She’s anything, but typical
At first glance Monique Bowman looks like your typical trendy teen, but the truth is that Monique is anything but typical. A senior in high school, Monique is balancing it all: a 3.5 GPA, a part-time job after school and spending her days being a mother to two year- old son, Raheem. “Balancing school, finding a babysitter, and having money to support your child” are a few of the challenges that Bowman expresses she faces along with thousands of teens across the United States.
At 15 years- old, Monique found herself in a situation that unfortunately is now a common dilemma for most teenage girls. At the time she was in a long-term relationship with the father of her child but naively believed that teen pregnancy wouldn’t happen to her. Wanting to make the best of her situation, Monique was informed about Educating Communities for Parenting’s Power to Parent program and soon became a regular participant. “ECP teaches you different ways to raise your child and how to build better relationships,” she remarks about her experience with the classes, and in the fall of 2011 Monique started her second year as a regular attendee. She particularly enjoys the lessons on healthy discipline, which she says are a big help with an active and curious toddler, Reheem, who would prefer to rip off parts of the wall over playing with trucks. It seems Monique might have a potential contractor on her hands.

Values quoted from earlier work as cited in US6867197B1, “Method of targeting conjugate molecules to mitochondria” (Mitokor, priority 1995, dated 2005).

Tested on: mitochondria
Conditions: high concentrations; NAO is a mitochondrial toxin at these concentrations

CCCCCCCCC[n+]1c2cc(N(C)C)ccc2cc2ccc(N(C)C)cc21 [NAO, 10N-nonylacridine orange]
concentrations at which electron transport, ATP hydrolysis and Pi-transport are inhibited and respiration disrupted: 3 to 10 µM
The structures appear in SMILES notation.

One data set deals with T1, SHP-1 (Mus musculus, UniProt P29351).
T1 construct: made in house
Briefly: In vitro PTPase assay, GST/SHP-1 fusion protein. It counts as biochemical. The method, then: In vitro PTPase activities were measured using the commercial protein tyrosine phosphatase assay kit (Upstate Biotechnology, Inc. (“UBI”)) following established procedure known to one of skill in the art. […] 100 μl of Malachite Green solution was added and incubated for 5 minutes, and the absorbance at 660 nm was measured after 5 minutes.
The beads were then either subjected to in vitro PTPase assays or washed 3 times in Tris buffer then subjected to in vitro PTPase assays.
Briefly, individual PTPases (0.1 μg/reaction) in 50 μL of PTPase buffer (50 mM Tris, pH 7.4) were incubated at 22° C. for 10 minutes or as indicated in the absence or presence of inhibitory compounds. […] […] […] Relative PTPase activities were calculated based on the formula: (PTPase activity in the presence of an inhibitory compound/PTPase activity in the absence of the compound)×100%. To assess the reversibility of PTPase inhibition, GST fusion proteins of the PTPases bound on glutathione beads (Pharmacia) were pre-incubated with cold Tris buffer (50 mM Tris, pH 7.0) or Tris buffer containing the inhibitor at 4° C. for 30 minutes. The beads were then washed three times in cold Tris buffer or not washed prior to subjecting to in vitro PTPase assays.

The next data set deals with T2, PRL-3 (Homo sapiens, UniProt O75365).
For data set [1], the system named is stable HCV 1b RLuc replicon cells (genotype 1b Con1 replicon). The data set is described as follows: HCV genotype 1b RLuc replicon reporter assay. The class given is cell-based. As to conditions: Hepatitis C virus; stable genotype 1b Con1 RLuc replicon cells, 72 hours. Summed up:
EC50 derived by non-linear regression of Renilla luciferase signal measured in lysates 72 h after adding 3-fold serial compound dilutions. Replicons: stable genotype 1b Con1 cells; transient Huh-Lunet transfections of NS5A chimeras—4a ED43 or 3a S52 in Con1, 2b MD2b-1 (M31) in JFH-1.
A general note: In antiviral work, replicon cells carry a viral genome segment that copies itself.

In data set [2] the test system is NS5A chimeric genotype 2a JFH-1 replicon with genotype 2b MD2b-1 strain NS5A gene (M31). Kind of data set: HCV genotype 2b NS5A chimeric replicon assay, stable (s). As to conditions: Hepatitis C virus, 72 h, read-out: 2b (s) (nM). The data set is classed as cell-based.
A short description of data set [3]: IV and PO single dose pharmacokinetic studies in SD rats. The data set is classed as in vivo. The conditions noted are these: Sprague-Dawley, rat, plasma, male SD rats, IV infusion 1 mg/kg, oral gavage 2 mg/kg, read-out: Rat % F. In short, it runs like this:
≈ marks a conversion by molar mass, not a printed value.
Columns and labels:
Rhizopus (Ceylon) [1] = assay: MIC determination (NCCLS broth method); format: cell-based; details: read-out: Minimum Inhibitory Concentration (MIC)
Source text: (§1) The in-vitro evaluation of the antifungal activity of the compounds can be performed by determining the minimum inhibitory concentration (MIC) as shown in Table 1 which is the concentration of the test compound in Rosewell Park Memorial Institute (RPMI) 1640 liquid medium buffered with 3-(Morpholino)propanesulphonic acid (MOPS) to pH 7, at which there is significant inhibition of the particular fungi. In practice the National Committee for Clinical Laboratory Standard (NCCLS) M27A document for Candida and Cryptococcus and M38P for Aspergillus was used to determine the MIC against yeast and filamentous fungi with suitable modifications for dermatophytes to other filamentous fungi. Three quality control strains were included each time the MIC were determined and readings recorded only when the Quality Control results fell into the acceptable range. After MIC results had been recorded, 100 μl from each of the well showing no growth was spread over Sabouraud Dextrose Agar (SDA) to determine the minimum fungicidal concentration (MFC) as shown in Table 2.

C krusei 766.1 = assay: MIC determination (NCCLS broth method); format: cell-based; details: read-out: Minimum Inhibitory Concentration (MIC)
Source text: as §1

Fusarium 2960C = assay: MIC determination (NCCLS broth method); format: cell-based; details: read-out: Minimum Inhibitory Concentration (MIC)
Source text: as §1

Although her after-school responsibilities keep her schedule booked, Monique also stands as a role-model for her classmates during the school hours as well. Last year, during the school’s class government elections, Monique decided she wanted to run for a position and was elected to class secretary. Her responsibilities include taking notes at student government meetings as well as creating and planning fundraising events including bake sales and candy grams. She’s quick to remark that her busy schedule would be nearly impossible if it wasn’t for the help of a strong support system; Raheem’s father spends time with his son on the weekends, and a close-knit family including her mom, dad, older sister and young nephew all contribute actively to helping Monique and caring for Raheem, but more importantly also making sure to include quality time to have fun together. “We make sure to eat together, and we play games too,” she remarks.
In the fall of 2012, Monique expects to be a freshman at Temple or Drexel University majoring in criminal justice with hopes of becoming a lawyer or judge. When asked what she thinks makes her different from other teens that may be slower to mature or take responsibility for their lives when facing an unintended pregnancy she replies with a matter-of-fact, quiet confidence, “My mind is set on what I want to be in life. Raheem came and now I know I have to do what I have to do. There’s always a way you can make it even with a child.” Monique is a great example that a focused mind-set and strong support system can truly help teens in difficult, challenging situations make positive choices.